What significant events happened in Virginia in 1619?
Jamestown was founded in 1607 by the London Company, established as a utopian community, where freed Spanish slaves, Indians, and indigent English could work the land, growing produce and extracting minerals for the benefit of England. Unfortunately, it had nearly been obliterated twice by the natives before it was ten years old, resulting in a period of martial law. Political and economic conditions had improved by 1619; that year the London Company installed a new governor, Sir George Yeadley, and established a representative body known as the House of Burgesses. Tobacco had been introduced 2 years earlier by John Rolfe; 1619 proved to be a bumper crop year, and began a decade long boom in production; Jamestown transformed into an exchange post where colonists could purchase luxuries; silk, alcohol, and mail order brides from England were in high demand. The first act of the House of Burgesses was to limit “excess in apparel” and limit drunkeness. That year, 1200 colonists arrived, including a handful of Africans as slaves, although at this time there were Black colonists who owned their own land and could vote. The conflicting institutions of slavery, with the importation of Africans, and freedom, in the establishment of the House of Burgesses, established a paradox that year that determined the history of Virginia and the United States.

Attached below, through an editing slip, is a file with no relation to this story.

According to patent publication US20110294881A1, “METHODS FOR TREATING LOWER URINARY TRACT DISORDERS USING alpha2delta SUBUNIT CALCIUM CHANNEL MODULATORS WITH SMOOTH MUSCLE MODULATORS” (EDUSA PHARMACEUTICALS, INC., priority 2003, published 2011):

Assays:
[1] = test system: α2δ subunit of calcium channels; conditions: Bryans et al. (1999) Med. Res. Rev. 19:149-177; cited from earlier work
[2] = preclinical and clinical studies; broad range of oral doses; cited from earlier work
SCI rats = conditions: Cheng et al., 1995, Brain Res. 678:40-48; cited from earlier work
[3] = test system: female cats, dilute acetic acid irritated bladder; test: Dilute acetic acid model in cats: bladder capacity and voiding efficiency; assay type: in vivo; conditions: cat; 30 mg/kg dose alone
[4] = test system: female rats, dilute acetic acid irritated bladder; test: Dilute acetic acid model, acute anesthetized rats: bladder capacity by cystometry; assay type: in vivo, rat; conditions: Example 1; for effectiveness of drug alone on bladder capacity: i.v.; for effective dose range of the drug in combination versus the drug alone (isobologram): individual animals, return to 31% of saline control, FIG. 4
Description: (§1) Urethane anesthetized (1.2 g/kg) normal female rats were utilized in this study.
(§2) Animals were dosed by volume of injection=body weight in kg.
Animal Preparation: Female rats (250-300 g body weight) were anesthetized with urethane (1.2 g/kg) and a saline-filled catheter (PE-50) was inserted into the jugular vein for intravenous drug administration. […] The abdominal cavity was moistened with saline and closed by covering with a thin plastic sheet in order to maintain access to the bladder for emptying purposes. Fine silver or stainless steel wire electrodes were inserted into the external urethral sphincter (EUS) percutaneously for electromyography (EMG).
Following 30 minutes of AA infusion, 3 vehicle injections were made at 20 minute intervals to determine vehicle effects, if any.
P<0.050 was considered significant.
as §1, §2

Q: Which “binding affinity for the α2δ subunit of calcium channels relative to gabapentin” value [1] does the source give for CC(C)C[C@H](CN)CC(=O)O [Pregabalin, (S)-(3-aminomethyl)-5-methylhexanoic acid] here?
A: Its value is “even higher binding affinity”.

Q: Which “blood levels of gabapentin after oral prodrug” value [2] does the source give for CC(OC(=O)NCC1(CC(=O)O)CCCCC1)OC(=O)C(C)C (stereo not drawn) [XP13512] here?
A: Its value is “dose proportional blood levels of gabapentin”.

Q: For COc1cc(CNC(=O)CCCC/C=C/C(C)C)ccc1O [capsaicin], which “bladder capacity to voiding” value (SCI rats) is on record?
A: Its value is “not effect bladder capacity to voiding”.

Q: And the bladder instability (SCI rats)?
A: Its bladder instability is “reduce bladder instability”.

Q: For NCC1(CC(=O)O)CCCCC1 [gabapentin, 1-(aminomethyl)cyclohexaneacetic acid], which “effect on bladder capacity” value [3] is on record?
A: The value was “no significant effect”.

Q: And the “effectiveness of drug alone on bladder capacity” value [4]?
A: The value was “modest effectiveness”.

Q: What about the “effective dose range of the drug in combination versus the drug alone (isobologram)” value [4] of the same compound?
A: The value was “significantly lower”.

“American Slavery, American Freedom,” Morgan, 1975.
Encyclopedia Britannica, 1911, vol. 28, pg. 122
Two major and one lesser factor combined to shape the history of Virginia in 1619.
First, the positive: Virginia achieved self-rule, establishing the foothold of self-government that would contribute to the American Revolution.
Second, the negative: slavery was formally instituted, staining the American soul to this day.
The third and lesser factor is that a large number of women came to Virginia, helping shift the gender balance and make the colony more viable.
1619 marks the first arrival of slaves to what would eventually become the United States. They arrived in Virginia, as a new solution to replace the indentured servants, whose promised freedom and land was creating a permanent underclass.